An email containing photos of a startling excavation project has inundated inboxes in recent weeks. According to the email, the mysterious Easter Island statues — hundreds of huge, ancient carved stone heads that guard the hilly Pacific island landscape — actually have bodies. The email says archaeologists are now unearthing the statues' bodies, which were gradually buried by 500-plus years of erosion.
But are the surprising images, and the excavation project they depict, actually real? Are the famous Easter Island heads really full-bodied figures?
Turns out, so many people have been seeking an answer that "we were swamped by over 3 million hits and our site crashed," said Jo Anne Van Tilburg, director of the Easter Island Statue Project , which has indeed been excavating two of the statues' buried bodies since 2010. Photos of the dig posted on the project website four months ago, and older photos taken of full-bodied Easter Island statues that were excavated in the 1950s, have been collected together in a chain email, driving the recent surge of interest in the excavation project, and confusion about what's real.
"The reason people think they are [only] heads is there are about 150 statues buried up to the shoulders on the slope of a volcano, and these are the most famous, most beautiful and most photographed of all the Easter Island statues," Van Tilburg, who is also a fellow at the Cotsen Institute of Archaeology at the University of California, Los Angeles, told Life's Little Mysteries. "This suggested to people who had not seen photos of [other unearthed statues on the island] that they are heads only."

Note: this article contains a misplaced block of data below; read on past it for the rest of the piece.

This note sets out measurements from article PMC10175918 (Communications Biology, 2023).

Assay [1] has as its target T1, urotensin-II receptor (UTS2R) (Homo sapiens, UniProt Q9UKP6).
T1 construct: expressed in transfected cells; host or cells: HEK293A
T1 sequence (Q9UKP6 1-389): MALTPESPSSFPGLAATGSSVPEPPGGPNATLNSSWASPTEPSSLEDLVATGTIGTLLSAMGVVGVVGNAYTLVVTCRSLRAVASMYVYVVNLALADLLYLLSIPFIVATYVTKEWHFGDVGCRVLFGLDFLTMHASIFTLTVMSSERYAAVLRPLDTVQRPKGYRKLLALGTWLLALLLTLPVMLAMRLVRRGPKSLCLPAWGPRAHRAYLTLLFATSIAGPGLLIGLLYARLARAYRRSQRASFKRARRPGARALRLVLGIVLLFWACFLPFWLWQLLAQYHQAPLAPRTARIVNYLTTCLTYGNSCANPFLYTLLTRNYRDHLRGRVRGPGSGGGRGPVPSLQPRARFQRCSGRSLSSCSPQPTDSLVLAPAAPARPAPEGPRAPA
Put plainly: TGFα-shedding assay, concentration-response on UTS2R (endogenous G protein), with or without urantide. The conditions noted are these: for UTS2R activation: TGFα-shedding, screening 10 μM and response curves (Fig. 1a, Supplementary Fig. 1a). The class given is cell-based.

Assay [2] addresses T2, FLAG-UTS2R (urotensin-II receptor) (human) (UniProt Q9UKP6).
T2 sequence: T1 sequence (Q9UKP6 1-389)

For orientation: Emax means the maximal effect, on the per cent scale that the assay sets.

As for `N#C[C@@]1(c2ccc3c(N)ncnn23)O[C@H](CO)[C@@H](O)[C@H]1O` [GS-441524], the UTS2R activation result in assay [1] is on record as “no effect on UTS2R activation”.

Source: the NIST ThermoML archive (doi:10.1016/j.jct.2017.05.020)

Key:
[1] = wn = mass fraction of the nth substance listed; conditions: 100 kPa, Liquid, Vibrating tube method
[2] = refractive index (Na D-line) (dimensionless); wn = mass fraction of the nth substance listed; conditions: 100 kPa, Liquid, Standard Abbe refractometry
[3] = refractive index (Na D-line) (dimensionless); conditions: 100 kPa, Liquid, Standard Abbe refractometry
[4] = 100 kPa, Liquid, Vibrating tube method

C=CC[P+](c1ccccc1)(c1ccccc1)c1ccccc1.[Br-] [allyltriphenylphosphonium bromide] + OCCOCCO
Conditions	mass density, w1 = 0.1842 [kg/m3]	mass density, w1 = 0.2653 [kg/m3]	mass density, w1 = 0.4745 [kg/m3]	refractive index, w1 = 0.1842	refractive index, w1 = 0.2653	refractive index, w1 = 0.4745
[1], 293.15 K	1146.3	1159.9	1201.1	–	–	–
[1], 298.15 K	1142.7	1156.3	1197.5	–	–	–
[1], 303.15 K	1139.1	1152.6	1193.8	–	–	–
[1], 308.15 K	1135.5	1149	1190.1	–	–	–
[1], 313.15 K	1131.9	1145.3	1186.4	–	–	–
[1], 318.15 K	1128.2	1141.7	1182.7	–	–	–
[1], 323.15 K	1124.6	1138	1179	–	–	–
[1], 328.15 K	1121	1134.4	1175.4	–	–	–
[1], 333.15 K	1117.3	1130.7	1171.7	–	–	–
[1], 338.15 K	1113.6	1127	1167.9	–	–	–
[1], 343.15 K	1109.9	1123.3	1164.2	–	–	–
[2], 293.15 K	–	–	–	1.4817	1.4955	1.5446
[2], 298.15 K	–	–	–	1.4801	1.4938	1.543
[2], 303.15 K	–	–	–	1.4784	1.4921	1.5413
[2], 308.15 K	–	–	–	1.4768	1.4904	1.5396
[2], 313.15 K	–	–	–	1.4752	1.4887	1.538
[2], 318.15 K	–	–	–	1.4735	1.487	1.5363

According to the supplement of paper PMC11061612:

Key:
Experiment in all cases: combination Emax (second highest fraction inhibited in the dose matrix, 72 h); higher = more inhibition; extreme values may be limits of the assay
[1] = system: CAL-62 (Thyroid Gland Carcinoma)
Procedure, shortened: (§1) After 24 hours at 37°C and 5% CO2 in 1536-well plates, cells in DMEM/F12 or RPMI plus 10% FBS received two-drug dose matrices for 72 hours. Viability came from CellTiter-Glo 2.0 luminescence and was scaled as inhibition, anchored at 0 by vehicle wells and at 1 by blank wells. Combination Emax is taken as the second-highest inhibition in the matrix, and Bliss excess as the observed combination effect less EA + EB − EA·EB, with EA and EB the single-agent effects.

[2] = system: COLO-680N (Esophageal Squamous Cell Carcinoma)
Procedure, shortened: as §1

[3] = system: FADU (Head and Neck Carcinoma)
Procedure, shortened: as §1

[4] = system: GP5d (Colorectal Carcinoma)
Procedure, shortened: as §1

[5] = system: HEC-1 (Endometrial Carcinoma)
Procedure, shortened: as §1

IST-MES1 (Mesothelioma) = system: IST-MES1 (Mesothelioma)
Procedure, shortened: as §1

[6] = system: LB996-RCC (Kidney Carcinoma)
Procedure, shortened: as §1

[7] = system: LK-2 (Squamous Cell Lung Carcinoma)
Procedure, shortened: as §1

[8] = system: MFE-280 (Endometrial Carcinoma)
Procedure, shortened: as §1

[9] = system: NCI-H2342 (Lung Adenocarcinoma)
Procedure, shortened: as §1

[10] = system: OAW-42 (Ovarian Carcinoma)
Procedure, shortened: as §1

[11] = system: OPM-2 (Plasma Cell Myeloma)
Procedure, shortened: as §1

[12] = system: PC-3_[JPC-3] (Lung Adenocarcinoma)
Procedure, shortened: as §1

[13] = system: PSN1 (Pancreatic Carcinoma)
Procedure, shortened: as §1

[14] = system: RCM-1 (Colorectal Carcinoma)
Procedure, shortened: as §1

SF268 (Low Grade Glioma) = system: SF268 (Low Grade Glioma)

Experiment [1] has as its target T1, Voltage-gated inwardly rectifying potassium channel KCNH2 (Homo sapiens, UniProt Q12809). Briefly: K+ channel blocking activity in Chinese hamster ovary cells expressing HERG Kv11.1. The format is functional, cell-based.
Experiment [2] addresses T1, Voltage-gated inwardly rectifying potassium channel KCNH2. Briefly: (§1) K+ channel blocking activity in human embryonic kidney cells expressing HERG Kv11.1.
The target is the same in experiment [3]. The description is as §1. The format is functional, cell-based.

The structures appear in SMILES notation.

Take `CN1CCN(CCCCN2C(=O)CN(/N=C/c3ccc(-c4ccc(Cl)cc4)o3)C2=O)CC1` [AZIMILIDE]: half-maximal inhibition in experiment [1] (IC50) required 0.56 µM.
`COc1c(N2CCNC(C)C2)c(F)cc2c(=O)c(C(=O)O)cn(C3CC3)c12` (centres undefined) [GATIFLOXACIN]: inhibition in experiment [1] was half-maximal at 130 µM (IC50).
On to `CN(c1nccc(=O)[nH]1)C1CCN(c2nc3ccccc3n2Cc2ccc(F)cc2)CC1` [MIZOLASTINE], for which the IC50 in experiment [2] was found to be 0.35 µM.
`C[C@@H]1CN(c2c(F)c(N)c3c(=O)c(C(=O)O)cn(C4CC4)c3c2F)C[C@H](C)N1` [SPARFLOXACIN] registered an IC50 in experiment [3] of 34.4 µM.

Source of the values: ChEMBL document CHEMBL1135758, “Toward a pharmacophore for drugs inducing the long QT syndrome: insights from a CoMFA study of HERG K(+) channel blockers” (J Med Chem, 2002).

In fact, archaeologists have studied the statues on the island for about a century, and have been aware of the torsos beneath the statues' heads since the earliest excavations in 1914. [The Most Monumental Monument Mistakes]
The statues, whose traditional name is "moai," were carved from volcanic rock between A.D. 1100 and 1500 by ancient Polynesians. They range in size, with the tallest reaching 33 feet (10 meters). Although their significance is still somewhat of a mystery, the moai are thought to have been representations of the indigenous peoples' ancestors. Tribespeople would probably have carved a new statue each time an important tribal figure passed away, Van Tilburg said.
The new excavation work intends to document for the first time the complex carvings found on the buried statues' bodies, which have been protected from weathering by their burial. But the project will also help preserve the ancient monoliths, she said. "We have a team that accompanies us and they consolidate and protect the stone by applying chemicals and water repellant."
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